The mobile ransomware infections that hit a number of universities in the U.K. recently have been traced back to a malvertising network and the Astrum exploit kit.
The attacks against several universities, including University College London, emerged last week and initially there were fears that they were connected to the WannaCry ransomware outbreak. But researchers at Proofpoint have dug into the information on the attacks and discovered that they were the result of a malvertising network that was redirecting users to sites hosting the Astrum exploit kit. That kit uses exploits for a number of different vulnerabilities and Proofpoint’s researchers found that during the time of the university infections Astrum was installing the Mole ransomware.
Officials at UCL said at the time of the infection on June 14 that the infection may have come from users who hit a compromised website, which lines up with Proofpoint’s findings.
“Our current hypothesis is that the infection started as a result of UCL users visiting a website that had been compromised. Clicking on a popup or even just visiting a compromised site may have then introduced the malware to their device. The website could be one that they use regularly. We are still trying to confirm this and determine the site that may have caused the infection,” the university said in a statement.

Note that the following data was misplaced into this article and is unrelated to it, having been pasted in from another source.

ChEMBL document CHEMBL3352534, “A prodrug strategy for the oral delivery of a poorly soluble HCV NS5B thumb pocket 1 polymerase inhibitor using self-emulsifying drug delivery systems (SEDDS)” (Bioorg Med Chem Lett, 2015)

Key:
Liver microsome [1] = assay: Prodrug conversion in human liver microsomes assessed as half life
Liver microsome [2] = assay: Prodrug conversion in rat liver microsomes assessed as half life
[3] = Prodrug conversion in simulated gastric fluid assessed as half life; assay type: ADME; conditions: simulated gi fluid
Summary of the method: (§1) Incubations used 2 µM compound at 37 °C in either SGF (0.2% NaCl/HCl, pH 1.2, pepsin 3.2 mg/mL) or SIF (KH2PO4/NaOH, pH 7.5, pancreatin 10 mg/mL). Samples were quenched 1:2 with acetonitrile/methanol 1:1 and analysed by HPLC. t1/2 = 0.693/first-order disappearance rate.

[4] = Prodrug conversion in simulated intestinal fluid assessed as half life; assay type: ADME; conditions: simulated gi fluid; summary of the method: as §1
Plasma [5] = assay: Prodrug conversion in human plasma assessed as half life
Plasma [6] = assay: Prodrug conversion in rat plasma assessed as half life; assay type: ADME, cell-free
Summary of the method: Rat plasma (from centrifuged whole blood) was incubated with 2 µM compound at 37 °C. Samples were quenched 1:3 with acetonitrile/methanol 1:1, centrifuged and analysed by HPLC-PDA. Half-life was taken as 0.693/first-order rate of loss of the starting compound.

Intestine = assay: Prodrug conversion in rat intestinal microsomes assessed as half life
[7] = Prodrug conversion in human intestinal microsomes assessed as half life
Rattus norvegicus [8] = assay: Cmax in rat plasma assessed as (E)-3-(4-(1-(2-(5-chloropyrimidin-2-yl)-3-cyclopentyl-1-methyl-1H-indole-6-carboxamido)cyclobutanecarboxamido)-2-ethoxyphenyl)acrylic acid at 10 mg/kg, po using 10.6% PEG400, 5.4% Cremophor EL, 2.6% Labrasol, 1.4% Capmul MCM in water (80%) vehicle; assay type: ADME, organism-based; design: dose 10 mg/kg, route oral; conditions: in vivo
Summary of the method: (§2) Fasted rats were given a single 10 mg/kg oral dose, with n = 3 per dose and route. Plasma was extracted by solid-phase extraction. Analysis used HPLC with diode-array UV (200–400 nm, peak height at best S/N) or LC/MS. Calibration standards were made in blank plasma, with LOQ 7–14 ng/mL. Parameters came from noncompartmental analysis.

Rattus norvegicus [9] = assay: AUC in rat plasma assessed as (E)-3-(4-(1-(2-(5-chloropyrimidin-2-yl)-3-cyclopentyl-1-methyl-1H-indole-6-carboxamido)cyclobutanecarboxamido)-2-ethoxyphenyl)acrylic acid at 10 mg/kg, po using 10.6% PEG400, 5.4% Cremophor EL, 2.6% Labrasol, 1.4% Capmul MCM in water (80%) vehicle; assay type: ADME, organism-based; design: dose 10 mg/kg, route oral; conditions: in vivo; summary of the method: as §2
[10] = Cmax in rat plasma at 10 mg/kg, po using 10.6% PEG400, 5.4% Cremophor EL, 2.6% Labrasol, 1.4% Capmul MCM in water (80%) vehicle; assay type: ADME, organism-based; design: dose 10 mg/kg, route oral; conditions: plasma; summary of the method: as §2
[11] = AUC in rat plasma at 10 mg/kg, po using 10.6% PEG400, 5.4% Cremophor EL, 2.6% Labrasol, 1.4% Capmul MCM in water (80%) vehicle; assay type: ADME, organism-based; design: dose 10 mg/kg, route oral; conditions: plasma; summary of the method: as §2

The AdGholas malvertising network has been used for a number of large campaigns, but most of them have involved the installation of banking trojans. The attacks in the U.K. were different due to the use of the Mole ransomware, and also the fact that the entire infection chain used HTTPS connections.
“It appears that between June 14 and 15, Astrum was dropping Mole ransomware in the United Kingdom and likely in the US. Mole is a member of the CryptFile2/CryptoMix ransomware family. We do not know the payloads in other countries, but, based on past activity, we are confident they were banking Trojans. Unlike ransomware, bankers are generally less noisy and often remain unnoticed by victims,” the report from Proofpoint researcher Kafeine says.
“AdGholas malvertising redirecting to the Astrum Exploit Kit is the most evolved blind mass infection chain known today. Full HTTPS, heavy smart filtering, domain shadowing, Diffie-Hellman, and perfect knowledge of how the Advertising industry operates allow these threat actors to lure large agencies to bring them high volumes of traffic from high-value website and targets.”
The Mole infection chain is interesting not just for the use of HTTPS, but also for the fact that users could be infected just by visiting a site that displayed one of the malicious ads. Users running a vulnerable version of a browser targeted by the exploit kit would be infected as soon as they hit the site with the malicious ad. Many ransomware infections result from victims clicking on malicious links or opening infected attachments, but the use of exploit kits to deliver the ransomware makes the problem even more difficult.
CC By-SA license image from Steve Cadman